GMO White Paper
Market Macro Myths: Debts, Deficits, and Delusions James Montier
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Executive Summary In the context of the role that debts and deficits play in overall economic policy, in this paper I focus on the philosophy known as “sound finance,” which includes adherents who believe that governments should seek to balance their budgets. I, however, take a different view, and believe that the role of government when dealing with budget deficits should be one of “functional finance,” which ensures that the policies implemented help to reach the overarching goals of macroeconomic policy (generally held to be full employment and price stability). This paper attempts to show why the proponents of sound finance are mistaken by defining and unpacking a series of “myths” that are foundational to, or at least helpful to, convincing us that sound finance requires that governments run a balanced budget.
Though not a complete list, following are the “myths” presented:
Myth 1: Governments are like households
Myth 2: Printing money to finance budget deficits is inflationary
Myth 3: Budget deficits/high debt lead to high interest rates
Myth 4: Budget deficits are unsustainable
Myth 5: Debt is a burden on future generations
To conclude, I offer some thoughts on the actual impact of monetary policy on the real economy, which I believe to be quite small. These thoughts include a brief discussion about how fiscal policy, once the nature of government debts and deficits is fully understood, can be a viable alternative to monetary policy.
Introduction What do the following people all have in common: Warren Buffet, Seth Klarman, Bob Rodriguez, Rob Arnott (at this point you may be looking at the list and thinking, hmm, all value investors), Paul Singer, Angela Merkel, George Osborne, and Barack Obama? The answer is that they all seem to believe in an economic philosophy known as “sound finance,” as witnessed by the quotations below. As Walker (1939) noted, “Sound finance is sometimes worshipped as an end in itself…sound finance means the observance of certain arrangements which have become sanctified by habit and tradition…its intrinsic value [is] taken as self-evident.” Effectively this group of people (some of whom are actually my friends) believe that governments should seek to balance their budgets.
In the last fiscal year, we were far away from this fiscal balance… All of America is waiting for Congress to offer a realistic and concrete plan for getting back to this fiscally sound path. Nothing less is acceptable. — Warren Buffet, 2012
We are talking about the underlying structural issues of the federal budget deficit…the longterm insolvency of the country due to the government having made (and continuing to make) massively unpayable promises for the future. — Paul Singer, 2013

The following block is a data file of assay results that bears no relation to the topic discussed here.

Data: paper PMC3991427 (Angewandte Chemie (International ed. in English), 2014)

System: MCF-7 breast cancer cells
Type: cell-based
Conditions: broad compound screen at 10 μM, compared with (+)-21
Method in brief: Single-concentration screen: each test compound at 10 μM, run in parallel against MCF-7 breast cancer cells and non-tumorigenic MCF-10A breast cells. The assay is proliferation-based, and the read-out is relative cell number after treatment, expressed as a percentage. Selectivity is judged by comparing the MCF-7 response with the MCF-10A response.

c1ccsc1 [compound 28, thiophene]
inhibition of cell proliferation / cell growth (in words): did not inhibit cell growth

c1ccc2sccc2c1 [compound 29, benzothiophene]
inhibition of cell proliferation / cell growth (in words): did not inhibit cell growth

Governments that run huge deficits, promise entitlements that will be next to impossible to deliver, and depend on the beneficence of foreigners to stay afloat inevitably must collapse. — Seth Klarman, 2010
I don’t see how financial markets do well longer term if you continue to erode the fiscal integrity of our financial system. — Bob Rodriguez, 2012
Our debt level will have to be brought down to a more reasonable level. — Rob Arnott
A Swabian Housewife [would say] you cannot live permanently beyond your means. — Angela Merkel, 2008
Without sound public finance, there is no economic security for working people… in normal times, governments…should run a budget surplus to bear down on debt. — George Osborne, 2015
Small businesses and families are tightening their belts. Their government should too. — Barack Obama, 2010
In contrast to this group I adhere to a school that takes a very different view of the role of government budget deficits. It is best summed up by the following quotation from a member of my coterie of long dead favourite economists, Abba Lerner.
The central idea is that government fiscal policy, its spending and taxing, its borrowing and repayment of loans, its issue of new money and its withdrawal of money, shall be undertaken with an eye only to the results of these actions on the economy and not to any established traditional doctrine about what is sound or unsound. This principle of judging only by effects has been applied in many other fields of human activity, where it is known as the method of science… The principle of judging fiscal measures by the way they work or function in the economy we may call Functional Finance. (1943)
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